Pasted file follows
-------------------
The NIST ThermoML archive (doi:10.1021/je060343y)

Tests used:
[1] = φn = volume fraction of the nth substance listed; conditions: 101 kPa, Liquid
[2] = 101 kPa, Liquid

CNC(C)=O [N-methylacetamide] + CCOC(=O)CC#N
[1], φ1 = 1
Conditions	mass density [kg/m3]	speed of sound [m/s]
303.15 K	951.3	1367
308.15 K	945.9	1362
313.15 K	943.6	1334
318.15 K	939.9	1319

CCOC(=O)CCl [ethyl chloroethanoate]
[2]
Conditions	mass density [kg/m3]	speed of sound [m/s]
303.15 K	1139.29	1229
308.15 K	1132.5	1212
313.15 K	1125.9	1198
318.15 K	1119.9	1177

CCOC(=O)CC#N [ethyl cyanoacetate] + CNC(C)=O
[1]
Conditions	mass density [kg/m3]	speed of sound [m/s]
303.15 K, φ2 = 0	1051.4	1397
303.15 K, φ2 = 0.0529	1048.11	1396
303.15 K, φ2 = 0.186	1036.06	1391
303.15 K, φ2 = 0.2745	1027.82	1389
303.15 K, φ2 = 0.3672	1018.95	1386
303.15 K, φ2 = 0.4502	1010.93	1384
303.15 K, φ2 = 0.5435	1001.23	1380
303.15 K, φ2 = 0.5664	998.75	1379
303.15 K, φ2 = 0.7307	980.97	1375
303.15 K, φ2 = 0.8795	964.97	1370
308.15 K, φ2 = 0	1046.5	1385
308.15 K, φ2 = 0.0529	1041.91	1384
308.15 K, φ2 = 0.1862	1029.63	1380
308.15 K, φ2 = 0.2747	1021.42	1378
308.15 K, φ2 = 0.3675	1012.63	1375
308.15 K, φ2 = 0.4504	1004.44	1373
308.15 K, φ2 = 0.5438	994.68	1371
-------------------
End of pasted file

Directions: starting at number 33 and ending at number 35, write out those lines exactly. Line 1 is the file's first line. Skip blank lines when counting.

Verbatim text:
308.15 K, φ2 = 0.0529	1041.91	1384
308.15 K, φ2 = 0.1862	1029.63	1380
308.15 K, φ2 = 0.2747	1021.42	1378